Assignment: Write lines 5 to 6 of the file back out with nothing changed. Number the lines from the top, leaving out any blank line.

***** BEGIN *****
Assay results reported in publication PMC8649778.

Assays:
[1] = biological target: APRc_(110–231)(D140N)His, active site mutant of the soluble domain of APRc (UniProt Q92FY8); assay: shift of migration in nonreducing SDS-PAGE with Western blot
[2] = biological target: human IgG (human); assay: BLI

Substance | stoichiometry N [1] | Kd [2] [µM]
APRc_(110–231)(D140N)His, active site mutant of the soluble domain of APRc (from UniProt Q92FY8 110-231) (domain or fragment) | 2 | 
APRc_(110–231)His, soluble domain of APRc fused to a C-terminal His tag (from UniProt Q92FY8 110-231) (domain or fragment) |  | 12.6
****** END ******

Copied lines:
Substance | stoichiometry N [1] | Kd [2] [µM]
APRc_(110–231)(D140N)His, active site mutant of the soluble domain of APRc (from UniProt Q92FY8 110-231) (domain or fragment) | 2 | 